Taxpayer is correct that under certain circumstances, a retail merchant such as Taxpayer is not required to collect sales tax. Under
IC 6-2.5-8-8(a), "A person . . . who makes a purchase in a transaction which is exempt from the state gross retail tax and use taxes, may issue an exemption certificate to the seller instead of paying the tax." Once the purchaser provides the exemption certificate, the retail merchant is under no obligation to collect sales tax on the transaction. IC 6-2.5-8-8(a) states that, "A seller accepting a proper exemption certificate under this section has no duty to collect or remit the state gross retail or use tax on that purchase."
Taxpayer belatedly provided exemption certificates purportedly relevant to some of the challenged assessments. However, the certificates presented are not contemporaneous to the transactions at issue. For example, Taxpayer supplied a Form ST-105 dated March 24, 2013; however, the transactions at issue occurred prior to March 2013. Therefore, Taxpayer has not met its burden under
IC 6-8.1-5-1(c) of demonstrating that the original sales tax assessments were incorrect.
Taxpayer was informed that it would have to request that its purportedly exempt customers fill out an AD-70 form, which is the form used to allow exemption after the transaction has occurred. Taxpayer has been given the opportunity to provide AD-70 forms. The Department is prepared to accept the exemption certificates Taxpayer has presented, on condition that if the exemption certificate is dated after the particular transaction(s) occurred, that exemption certificate must be accompanied by a properly completed AD-70. Taxpayer provided several completed AD-70 forms. Taxpayer's file will be returned to the audit division for a supplemental audit of the documentation provided.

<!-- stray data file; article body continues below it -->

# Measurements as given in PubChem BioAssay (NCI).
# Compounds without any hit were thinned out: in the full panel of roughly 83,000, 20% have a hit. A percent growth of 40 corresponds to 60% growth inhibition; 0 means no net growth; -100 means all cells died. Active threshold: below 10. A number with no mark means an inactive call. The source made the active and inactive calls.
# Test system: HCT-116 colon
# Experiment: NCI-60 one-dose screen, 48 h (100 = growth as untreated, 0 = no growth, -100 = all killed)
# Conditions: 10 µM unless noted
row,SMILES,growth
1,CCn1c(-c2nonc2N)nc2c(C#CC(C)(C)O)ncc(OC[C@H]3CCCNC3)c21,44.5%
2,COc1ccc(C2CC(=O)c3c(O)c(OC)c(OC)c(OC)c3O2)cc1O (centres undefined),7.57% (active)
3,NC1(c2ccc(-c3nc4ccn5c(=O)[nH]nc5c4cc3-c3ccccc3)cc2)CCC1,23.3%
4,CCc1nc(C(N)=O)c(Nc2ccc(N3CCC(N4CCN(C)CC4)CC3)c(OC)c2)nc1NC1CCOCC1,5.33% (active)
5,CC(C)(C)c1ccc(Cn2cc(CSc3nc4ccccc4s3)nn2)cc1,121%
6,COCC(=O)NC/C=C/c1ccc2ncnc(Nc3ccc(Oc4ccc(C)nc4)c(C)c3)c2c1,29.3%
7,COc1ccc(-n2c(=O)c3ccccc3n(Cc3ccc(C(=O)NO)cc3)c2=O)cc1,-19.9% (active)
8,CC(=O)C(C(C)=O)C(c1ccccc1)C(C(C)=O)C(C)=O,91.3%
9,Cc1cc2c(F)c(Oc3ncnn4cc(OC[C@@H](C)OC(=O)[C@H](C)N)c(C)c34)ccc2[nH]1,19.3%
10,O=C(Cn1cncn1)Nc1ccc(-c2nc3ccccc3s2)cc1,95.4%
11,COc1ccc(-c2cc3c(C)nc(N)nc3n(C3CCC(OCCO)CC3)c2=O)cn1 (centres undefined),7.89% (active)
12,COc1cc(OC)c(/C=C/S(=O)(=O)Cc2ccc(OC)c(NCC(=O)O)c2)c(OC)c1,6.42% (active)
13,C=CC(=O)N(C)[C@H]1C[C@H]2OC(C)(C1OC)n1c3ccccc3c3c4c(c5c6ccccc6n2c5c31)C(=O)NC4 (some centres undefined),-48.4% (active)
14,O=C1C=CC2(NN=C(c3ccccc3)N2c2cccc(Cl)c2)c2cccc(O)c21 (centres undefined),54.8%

Additionally, Taxpayer provided two invoices for a customer for whom they could not obtain an AD-70. While Taxpayer acknowledges that without the exemption certificate or an AD-70 the majority of the invoice items are subject to sales tax, Taxpayer notes that the separately stated labor charges should not be subject to sales tax. However, the amount cited by the Taxpayer includes separate charges for "dock assembly" and "installation." The "installation" charge would not be subject to sales tax because "installation charges that are separately stated on [an] invoice" are not "gross retail income" subject to sales tax.
IC 6-2.5-1-5. The "assembly" charge would be subject to sales tax, because "bona fide charges which are made for preparation, fabrication . . . finishing, completion . . . or other service performed in respect to the property transferred before its transfer and which are separately stated on the transferor's records" are taxable. IC 6-2.5-4-1(e)(2).
Accordingly, Taxpayer's protest is sustained in part and denied in part. Taxpayer's protest is denied to the extent that AD-70 forms are not presented to the Department for the transactions, or that the nonexempt customer mentioned above paid for anything but "installation" charges. However, Taxpayer's protest is sustained to the extent that a properly completed AD-70 form is presented to the Department, subject to the results of a supplemental audit consistent with the above, and to the extent that separately stated charges were made for "installation" for the otherwise nonexempt customer.